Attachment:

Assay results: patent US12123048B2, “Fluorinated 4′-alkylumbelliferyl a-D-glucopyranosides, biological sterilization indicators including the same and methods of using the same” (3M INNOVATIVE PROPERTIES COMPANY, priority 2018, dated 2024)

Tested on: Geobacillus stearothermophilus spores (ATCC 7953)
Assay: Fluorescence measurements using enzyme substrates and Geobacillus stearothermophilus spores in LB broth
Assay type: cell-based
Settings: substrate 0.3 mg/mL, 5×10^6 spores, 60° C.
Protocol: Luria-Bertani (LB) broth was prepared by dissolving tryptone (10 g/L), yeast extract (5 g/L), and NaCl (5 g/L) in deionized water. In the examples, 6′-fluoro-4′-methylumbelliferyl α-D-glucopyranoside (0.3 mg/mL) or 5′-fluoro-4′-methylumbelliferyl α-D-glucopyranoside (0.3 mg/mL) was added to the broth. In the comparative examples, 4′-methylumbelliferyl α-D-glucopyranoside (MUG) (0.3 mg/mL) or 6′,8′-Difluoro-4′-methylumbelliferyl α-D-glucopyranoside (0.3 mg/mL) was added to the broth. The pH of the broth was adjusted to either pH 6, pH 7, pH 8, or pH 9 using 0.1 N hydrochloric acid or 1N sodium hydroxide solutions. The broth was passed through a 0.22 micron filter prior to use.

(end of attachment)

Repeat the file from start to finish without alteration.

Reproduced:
Assay results: patent US12123048B2, “Fluorinated 4′-alkylumbelliferyl a-D-glucopyranosides, biological sterilization indicators including the same and methods of using the same” (3M INNOVATIVE PROPERTIES COMPANY, priority 2018, dated 2024)

Tested on: Geobacillus stearothermophilus spores (ATCC 7953)
Assay: Fluorescence measurements using enzyme substrates and Geobacillus stearothermophilus spores in LB broth
Assay type: cell-based
Settings: substrate 0.3 mg/mL, 5×10^6 spores, 60° C.
Protocol: Luria-Bertani (LB) broth was prepared by dissolving tryptone (10 g/L), yeast extract (5 g/L), and NaCl (5 g/L) in deionized water. In the examples, 6′-fluoro-4′-methylumbelliferyl α-D-glucopyranoside (0.3 mg/mL) or 5′-fluoro-4′-methylumbelliferyl α-D-glucopyranoside (0.3 mg/mL) was added to the broth. In the comparative examples, 4′-methylumbelliferyl α-D-glucopyranoside (MUG) (0.3 mg/mL) or 6′,8′-Difluoro-4′-methylumbelliferyl α-D-glucopyranoside (0.3 mg/mL) was added to the broth. The pH of the broth was adjusted to either pH 6, pH 7, pH 8, or pH 9 using 0.1 N hydrochloric acid or 1N sodium hydroxide solutions. The broth was passed through a 0.22 micron filter prior to use.